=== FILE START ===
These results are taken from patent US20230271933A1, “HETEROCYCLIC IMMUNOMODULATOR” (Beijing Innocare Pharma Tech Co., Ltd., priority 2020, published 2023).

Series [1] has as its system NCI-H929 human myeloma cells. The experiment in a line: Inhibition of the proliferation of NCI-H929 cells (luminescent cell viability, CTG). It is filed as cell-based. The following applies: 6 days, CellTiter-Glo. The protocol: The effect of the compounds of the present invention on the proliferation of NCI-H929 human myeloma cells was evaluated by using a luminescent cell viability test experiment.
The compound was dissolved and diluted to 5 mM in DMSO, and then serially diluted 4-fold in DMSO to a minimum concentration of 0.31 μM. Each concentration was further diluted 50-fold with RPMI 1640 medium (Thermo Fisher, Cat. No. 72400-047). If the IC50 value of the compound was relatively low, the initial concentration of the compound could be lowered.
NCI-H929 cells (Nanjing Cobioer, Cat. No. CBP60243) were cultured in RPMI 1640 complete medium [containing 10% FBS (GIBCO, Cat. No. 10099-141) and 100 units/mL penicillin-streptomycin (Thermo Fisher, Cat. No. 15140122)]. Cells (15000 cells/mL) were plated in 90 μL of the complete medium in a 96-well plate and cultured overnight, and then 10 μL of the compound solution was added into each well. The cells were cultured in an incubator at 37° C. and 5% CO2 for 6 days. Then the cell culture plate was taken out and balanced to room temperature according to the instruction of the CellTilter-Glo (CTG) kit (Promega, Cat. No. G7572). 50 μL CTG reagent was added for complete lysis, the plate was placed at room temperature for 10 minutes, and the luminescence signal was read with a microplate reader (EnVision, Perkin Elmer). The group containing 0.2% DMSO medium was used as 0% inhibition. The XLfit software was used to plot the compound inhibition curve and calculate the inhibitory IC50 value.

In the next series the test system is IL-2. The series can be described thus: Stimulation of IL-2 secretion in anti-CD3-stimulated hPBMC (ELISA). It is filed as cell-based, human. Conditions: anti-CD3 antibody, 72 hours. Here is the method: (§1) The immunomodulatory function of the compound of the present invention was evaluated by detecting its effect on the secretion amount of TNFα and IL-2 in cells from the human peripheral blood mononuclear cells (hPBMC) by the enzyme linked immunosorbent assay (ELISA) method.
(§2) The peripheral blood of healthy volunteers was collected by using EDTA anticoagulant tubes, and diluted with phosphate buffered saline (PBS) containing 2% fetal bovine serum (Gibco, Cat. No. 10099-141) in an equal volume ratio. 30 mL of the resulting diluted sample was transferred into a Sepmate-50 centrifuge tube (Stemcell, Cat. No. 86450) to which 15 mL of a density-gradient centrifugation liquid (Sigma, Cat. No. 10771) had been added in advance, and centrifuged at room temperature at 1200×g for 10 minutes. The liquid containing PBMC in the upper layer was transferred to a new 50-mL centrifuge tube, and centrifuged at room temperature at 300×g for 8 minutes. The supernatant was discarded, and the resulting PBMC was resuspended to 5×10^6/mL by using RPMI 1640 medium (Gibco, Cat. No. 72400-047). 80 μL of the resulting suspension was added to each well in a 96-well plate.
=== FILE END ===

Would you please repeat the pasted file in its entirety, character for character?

These results are taken from patent US20230271933A1, “HETEROCYCLIC IMMUNOMODULATOR” (Beijing Innocare Pharma Tech Co., Ltd., priority 2020, published 2023).

Series [1] has as its system NCI-H929 human myeloma cells. The experiment in a line: Inhibition of the proliferation of NCI-H929 cells (luminescent cell viability, CTG). It is filed as cell-based. The following applies: 6 days, CellTiter-Glo. The protocol: The effect of the compounds of the present invention on the proliferation of NCI-H929 human myeloma cells was evaluated by using a luminescent cell viability test experiment.
The compound was dissolved and diluted to 5 mM in DMSO, and then serially diluted 4-fold in DMSO to a minimum concentration of 0.31 μM. Each concentration was further diluted 50-fold with RPMI 1640 medium (Thermo Fisher, Cat. No. 72400-047). If the IC50 value of the compound was relatively low, the initial concentration of the compound could be lowered.
NCI-H929 cells (Nanjing Cobioer, Cat. No. CBP60243) were cultured in RPMI 1640 complete medium [containing 10% FBS (GIBCO, Cat. No. 10099-141) and 100 units/mL penicillin-streptomycin (Thermo Fisher, Cat. No. 15140122)]. Cells (15000 cells/mL) were plated in 90 μL of the complete medium in a 96-well plate and cultured overnight, and then 10 μL of the compound solution was added into each well. The cells were cultured in an incubator at 37° C. and 5% CO2 for 6 days. Then the cell culture plate was taken out and balanced to room temperature according to the instruction of the CellTilter-Glo (CTG) kit (Promega, Cat. No. G7572). 50 μL CTG reagent was added for complete lysis, the plate was placed at room temperature for 10 minutes, and the luminescence signal was read with a microplate reader (EnVision, Perkin Elmer). The group containing 0.2% DMSO medium was used as 0% inhibition. The XLfit software was used to plot the compound inhibition curve and calculate the inhibitory IC50 value.

In the next series the test system is IL-2. The series can be described thus: Stimulation of IL-2 secretion in anti-CD3-stimulated hPBMC (ELISA). It is filed as cell-based, human. Conditions: anti-CD3 antibody, 72 hours. Here is the method: (§1) The immunomodulatory function of the compound of the present invention was evaluated by detecting its effect on the secretion amount of TNFα and IL-2 in cells from the human peripheral blood mononuclear cells (hPBMC) by the enzyme linked immunosorbent assay (ELISA) method.
(§2) The peripheral blood of healthy volunteers was collected by using EDTA anticoagulant tubes, and diluted with phosphate buffered saline (PBS) containing 2% fetal bovine serum (Gibco, Cat. No. 10099-141) in an equal volume ratio. 30 mL of the resulting diluted sample was transferred into a Sepmate-50 centrifuge tube (Stemcell, Cat. No. 86450) to which 15 mL of a density-gradient centrifugation liquid (Sigma, Cat. No. 10771) had been added in advance, and centrifuged at room temperature at 1200×g for 10 minutes. The liquid containing PBMC in the upper layer was transferred to a new 50-mL centrifuge tube, and centrifuged at room temperature at 300×g for 8 minutes. The supernatant was discarded, and the resulting PBMC was resuspended to 5×10^6/mL by using RPMI 1640 medium (Gibco, Cat. No. 72400-047). 80 μL of the resulting suspension was added to each well in a 96-well plate.